The difference between French press and drip coffee is that the grounds using a French press are steeped in boiling water while water just passes through the grounds in an auto or manual drip system. Grounds used for French press coffee must be larger and rougher. These grounds tend to release more caffeine, especially when steeped longer. Connoisseurs contend that this method of brewing produces a richer, fuller flavor. A serving that’s higher in caffeine may also have health advantages as well.
Caffeine and Parkinson's Disease
In recent years, caffeine in coffee has been linked to a reduced risk of Parkinson’s disease. Since it’s specifically the caffeine that experts are holding responsible, opting for a cup of French press coffee may be more beneficial than drip. A long-term study by the Honolulu Heart Program analyzed the relationship between coffee consumption and Parkinson’s incidence by looking at more than 8,000 Japanese-American men over a period of three decades. Published in the May 2000 "Journal of the American Medical Association," researchers report that men who consumed the most coffee actually had the lowest rates of Parkinson’s while men who did not drink it at all were five times more likely to exhibit symptoms. Unfortunately, women do not seem to reap the same Parkinson’s prevention benefits, possibly due to the interference of some hormones, explains the National Institute of Neurological Disorders and Stroke.
Caffeine and Heart Disease
There may be a long-running belief that caffeine can raise your blood pressure, but experts are uncovering evidence that a cup of caffeinated joe could actually be good for your ticker. In 2007, researchers from Brooklyn College in New York City analyzed 426 cardio vascular deaths in more than 6,500 individuals aged 32 to 86 with no history of cardiovascular disease. Results of the study, published in the 2007 "American Journal of Clinical Nutrition," report that participants aged 65 and over with higher caffeine intake showed a lower risk of heart disease and death from a cardiac event than those who drank less caffeinated coffee. There does not seem to be a protective effect in people under age 65 or those with severe hypertension.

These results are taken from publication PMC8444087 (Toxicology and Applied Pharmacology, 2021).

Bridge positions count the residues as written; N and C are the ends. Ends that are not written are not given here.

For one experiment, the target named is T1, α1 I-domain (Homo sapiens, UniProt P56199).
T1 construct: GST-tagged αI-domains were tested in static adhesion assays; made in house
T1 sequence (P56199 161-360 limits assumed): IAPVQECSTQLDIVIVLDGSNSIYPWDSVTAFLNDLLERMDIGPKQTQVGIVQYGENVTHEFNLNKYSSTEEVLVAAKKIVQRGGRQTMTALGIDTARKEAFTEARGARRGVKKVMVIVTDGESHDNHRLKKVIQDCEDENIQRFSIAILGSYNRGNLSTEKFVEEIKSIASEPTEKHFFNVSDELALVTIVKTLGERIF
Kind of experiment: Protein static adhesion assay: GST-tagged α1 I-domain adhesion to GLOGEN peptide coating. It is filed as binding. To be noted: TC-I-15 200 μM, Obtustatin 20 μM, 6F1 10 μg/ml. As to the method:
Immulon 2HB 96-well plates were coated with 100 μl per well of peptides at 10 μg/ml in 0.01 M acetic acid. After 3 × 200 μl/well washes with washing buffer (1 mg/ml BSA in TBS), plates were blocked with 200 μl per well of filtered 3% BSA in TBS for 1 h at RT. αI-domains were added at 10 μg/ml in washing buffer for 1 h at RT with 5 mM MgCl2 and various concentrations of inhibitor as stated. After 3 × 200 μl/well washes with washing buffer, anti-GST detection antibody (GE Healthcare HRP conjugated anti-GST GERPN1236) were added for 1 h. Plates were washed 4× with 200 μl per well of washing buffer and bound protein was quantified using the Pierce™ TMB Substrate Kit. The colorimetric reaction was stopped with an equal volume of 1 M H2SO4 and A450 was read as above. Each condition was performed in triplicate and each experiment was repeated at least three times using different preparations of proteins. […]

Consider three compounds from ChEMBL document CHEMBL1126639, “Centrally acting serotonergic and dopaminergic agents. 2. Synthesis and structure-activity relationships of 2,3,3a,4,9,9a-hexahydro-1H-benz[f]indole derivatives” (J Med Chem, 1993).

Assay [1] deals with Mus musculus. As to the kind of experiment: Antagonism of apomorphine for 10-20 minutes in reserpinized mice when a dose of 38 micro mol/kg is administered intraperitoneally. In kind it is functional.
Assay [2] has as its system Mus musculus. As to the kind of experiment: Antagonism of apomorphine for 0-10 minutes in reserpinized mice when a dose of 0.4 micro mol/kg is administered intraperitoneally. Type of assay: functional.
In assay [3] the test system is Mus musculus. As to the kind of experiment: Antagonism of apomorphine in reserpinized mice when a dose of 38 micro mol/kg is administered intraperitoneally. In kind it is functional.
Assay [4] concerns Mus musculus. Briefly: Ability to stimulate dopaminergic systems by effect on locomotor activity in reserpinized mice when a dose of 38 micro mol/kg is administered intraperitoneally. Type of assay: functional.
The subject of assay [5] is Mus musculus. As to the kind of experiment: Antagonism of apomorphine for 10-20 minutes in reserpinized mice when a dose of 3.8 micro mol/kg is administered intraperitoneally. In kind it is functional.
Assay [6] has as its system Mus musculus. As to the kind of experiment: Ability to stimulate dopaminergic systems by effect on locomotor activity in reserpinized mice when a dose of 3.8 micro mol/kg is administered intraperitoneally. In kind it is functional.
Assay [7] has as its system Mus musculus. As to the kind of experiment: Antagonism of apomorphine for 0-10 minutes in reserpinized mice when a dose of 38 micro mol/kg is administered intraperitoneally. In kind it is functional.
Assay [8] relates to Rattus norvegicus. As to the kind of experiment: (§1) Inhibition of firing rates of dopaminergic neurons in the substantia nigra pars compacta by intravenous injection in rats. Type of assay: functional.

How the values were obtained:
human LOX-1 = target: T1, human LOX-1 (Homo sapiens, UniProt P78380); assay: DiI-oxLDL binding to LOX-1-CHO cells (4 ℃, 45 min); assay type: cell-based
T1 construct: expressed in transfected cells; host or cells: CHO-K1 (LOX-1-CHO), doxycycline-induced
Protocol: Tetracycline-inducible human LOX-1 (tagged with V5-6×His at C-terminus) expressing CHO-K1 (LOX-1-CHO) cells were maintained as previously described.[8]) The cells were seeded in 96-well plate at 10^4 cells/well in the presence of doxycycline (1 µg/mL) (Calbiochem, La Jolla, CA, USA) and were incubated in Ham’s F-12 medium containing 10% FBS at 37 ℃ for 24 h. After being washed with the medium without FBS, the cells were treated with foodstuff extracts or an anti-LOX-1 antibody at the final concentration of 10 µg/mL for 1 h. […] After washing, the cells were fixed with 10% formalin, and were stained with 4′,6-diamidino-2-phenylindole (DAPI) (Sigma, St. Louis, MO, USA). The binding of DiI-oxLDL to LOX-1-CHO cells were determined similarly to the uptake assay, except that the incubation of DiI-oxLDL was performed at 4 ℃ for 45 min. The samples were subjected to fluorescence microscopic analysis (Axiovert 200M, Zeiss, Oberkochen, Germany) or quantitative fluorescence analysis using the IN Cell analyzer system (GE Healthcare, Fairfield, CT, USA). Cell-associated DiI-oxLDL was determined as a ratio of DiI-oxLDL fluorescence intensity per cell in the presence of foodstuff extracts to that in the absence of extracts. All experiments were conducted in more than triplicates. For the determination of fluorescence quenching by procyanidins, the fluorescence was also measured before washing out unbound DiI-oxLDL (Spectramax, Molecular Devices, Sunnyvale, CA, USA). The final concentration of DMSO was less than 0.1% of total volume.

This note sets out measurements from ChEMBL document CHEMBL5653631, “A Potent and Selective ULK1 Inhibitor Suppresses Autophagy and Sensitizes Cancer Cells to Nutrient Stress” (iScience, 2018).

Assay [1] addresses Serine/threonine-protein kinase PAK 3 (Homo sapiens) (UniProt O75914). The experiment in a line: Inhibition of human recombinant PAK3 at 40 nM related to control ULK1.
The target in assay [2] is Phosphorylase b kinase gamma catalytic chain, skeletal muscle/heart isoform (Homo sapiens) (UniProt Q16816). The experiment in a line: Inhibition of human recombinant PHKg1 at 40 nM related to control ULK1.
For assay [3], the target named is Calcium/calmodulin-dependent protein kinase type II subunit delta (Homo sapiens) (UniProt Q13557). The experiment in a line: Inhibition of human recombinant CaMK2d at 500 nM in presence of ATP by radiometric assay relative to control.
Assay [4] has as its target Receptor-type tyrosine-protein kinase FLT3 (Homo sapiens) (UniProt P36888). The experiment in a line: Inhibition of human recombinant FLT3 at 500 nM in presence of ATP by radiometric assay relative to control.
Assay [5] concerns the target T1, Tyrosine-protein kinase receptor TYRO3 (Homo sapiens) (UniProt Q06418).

Alzheimer’s Disease and Caffeine
The caffeine in coffee may make you feel anxious and jittery in the short term, but in the long run, it could have a variety of cognitive benefits. A 2011 study published in “The Journal of Physical Chemistry B,” researchers found that antioxidants in caffeine fight off harmful free radicals associated with a higher risk of Alzheimer’s disease. These same antioxidants, according to the study authors, also have a beneficial effect on heart health.
All Things In Moderation
While previous generations may have been led to believe that too much caffeine could stunt your growth or that it leads to bone loss today we know that’s not true. Coffee, however, should be appreciated in moderation, especially if you take yours with a heaping of sugar and more than a splash of cream, both of which can lead to weight gain by adding calories to your diet. Heavy caffeine use, such as drinking more than eight to 10 cups per day, can cause restlessness, irritability and anxiety according to MedlinePlus.com.
- Journal of the American Medical Association: Association of Coffee and Caffeine Intake With the Risk of Parkinson Disease
- National Institute of Neurological Disorders and Stroke: New Findings About Parkinson’s Disease: Coffee and Hormones Don’t Mix
- Medical News Today: Antioxidant Effects of Caffeine in Coffee May Protect Against Alzheimer’s and Heart Disease
- The American Journal of Clinical Nutrition: Caffeinated Beverage Intake and the Risk of Heart Disease Mortality in the Elderly
- MedlinePlus.com: Caffeine in the Diet
- The Journal of Physical Chemistry: Is Caffeine a Good Scavenger of Oxygenated Free Radicals?